Let $a_0 = 1$ and $b_0 = x \ge 1$. Let $$ a_{n+1} = (a_n+\sqrt{a_n b_n})/2, \qquad b_{n+1} = (b_n + \sqrt{a_{n+1} b_n})/2. $$

Numeric computation suggests that regardless of the choice of $x$, $a_n$ and $b_n$ always converge to the same value. Can we prove this?

Moreover, if we assume this is true and define $f(x) = \lim_{n \to \infty} a_n$, then numeric computation shows that $$ f'(1) \approx 0.57142857142857 \approx 4/7 \\ f''(1) \approx -8/49 \\ f^{(3)}(1) \approx 1056/4459 \\ f^{(4)}(1) \approx -65664/111475. $$ There seems to be some patterns here. Can we actually find the limit with these clues?

I was actually trying to check this recursion $$ a_{n+1} = (a_n+\sqrt{a_n b_n})/2, \qquad b_{n+1} = (b_n + \sqrt{a_{n} b_n})/2. $$ I made a mistaked in my code and computed the one at the top. See The Computer as Crucible, pp 130.


1 Answer 1


We have $1\le a_0\le b_0\le x$.

We can prove that $1\le a_n\le a_{n+1}\le b_{n+1}\le b_n\le x$ by mathematical induction.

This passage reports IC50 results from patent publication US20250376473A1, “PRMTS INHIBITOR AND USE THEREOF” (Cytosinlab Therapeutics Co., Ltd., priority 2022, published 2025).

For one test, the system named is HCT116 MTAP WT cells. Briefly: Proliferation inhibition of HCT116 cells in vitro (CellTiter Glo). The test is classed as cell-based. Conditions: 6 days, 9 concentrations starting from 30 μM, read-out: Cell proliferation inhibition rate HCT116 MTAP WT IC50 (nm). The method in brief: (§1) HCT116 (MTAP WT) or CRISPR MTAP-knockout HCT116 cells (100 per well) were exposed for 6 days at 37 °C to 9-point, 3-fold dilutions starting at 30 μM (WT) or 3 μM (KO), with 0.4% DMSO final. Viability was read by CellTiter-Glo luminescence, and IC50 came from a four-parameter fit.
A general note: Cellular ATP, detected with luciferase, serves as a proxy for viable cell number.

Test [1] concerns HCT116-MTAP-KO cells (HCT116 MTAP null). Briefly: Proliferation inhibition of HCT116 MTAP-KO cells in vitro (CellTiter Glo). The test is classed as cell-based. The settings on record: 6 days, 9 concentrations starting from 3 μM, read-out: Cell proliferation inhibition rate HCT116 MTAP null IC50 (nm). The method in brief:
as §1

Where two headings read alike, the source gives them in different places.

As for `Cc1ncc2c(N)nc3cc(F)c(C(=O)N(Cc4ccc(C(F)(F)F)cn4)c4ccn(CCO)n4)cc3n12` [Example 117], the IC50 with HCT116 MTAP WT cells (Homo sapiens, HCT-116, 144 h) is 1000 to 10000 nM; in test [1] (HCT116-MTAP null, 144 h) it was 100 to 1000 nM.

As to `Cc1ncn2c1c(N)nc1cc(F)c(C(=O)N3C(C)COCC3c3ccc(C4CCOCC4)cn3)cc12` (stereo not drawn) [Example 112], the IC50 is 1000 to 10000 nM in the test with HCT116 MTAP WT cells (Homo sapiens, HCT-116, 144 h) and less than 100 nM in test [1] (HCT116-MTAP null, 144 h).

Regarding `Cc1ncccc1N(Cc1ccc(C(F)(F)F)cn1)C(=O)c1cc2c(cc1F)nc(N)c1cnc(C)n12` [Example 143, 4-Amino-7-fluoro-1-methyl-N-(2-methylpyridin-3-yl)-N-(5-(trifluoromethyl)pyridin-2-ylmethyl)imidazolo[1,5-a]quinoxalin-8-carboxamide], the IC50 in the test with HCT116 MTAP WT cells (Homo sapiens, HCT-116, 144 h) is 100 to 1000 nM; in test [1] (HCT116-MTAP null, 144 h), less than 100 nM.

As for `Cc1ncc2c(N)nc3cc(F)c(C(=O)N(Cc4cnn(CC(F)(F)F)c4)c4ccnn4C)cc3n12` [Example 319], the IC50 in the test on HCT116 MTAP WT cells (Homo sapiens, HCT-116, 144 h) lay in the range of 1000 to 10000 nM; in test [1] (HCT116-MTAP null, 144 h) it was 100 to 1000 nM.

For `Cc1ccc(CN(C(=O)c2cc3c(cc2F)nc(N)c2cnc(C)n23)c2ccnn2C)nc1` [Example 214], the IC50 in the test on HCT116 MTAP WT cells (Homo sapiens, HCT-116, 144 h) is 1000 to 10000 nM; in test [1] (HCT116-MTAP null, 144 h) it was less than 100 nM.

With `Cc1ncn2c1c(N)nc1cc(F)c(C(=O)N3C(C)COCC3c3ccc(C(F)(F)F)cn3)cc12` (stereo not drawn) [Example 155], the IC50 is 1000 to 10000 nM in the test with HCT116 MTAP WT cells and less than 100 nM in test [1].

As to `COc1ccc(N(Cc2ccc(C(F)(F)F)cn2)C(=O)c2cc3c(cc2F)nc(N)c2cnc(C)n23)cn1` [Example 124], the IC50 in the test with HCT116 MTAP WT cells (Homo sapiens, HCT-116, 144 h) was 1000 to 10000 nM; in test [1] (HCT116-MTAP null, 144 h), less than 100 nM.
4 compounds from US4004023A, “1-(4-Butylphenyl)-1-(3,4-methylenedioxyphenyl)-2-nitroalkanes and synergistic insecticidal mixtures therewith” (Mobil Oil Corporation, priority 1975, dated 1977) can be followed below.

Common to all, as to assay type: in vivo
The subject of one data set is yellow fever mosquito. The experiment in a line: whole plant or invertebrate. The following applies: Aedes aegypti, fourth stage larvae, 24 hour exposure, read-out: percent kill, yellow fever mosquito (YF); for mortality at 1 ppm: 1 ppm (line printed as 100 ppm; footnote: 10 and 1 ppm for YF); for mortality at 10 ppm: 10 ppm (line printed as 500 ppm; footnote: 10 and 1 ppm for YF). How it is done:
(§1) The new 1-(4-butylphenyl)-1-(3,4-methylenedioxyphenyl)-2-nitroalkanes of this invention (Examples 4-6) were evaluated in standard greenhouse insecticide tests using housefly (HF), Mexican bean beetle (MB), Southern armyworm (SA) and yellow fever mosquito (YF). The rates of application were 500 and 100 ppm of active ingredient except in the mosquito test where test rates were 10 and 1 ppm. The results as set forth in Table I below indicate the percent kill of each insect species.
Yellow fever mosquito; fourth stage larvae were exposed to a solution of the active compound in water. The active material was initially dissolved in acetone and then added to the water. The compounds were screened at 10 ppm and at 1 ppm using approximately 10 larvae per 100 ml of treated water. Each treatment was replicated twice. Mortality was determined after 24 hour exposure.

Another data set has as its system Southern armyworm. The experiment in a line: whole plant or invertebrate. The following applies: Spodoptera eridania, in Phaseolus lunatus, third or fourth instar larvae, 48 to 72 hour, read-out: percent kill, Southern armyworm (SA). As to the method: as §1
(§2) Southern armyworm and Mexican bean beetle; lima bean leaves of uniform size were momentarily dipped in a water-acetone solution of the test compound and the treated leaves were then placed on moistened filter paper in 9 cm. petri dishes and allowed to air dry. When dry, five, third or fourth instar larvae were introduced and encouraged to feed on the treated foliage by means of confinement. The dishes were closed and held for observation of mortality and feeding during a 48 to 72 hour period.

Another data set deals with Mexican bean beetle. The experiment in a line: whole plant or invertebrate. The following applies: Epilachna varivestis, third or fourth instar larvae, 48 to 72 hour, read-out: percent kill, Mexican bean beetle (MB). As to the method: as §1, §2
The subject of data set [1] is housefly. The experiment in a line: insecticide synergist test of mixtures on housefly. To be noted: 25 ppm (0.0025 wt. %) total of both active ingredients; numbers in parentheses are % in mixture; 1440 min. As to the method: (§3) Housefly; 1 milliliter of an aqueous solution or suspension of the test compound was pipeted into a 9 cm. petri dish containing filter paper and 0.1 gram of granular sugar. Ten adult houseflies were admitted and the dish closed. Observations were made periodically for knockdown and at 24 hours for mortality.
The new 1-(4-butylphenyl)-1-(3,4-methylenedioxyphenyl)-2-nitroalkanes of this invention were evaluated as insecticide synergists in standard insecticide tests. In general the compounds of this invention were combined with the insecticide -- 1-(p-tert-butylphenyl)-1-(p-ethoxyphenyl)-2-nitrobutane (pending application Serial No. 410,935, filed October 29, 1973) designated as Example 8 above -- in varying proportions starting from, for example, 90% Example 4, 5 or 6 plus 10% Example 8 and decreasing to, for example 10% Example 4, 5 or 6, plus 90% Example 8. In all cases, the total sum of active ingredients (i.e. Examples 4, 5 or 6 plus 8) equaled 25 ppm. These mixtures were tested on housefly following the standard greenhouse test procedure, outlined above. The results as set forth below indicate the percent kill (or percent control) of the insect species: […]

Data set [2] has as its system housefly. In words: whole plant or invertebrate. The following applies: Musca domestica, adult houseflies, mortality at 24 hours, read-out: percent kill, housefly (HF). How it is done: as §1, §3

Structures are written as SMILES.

$\displaystyle a_1=\frac{1+\sqrt{x}}{2}$ and $\displaystyle b_1=\frac{x+\sqrt{a_1x}}{2}$.

Obviously, $a_1\ge 1$. Hence $\displaystyle b_1-a_1=\frac{(x-1)+(\sqrt{a_1}-1)\sqrt{x}}{2}\ge0$

Note that



$$b_1\le\frac{x+\sqrt{x\cdot x}}{2}=x$$

Therefore, $1\le a_0\le a_{1}\le b_{1}\le b_0\le x$.

Suppose that $1\le a_k\le a_{k+1}\le b_{k+1}\le b_k\le x$. Then






\begin{align} b_{k+2}&\le\frac{b_{k+1}+\frac{b_{k+2}+b_{k+1}}{2}}{2}\\ 4b_{k+2}&\le3b_{k+2}+b_{k+1}\\ b_{k+2}&\le b_{k+1} \end{align}

This complete the induction proof.

So, $\{a_n\}$ is increasing and bounded above by $x$. $\{b_n\}$ is decreasing and bounded below by $1$. Both the sequences converge.

Let $\displaystyle \lim_{n\in\infty} a_n=a$ and $\displaystyle \lim_{n\in\infty} b_n=b$. Then we have


This implies that $a=b$.

Unsolved: How to find the value of the common limit?


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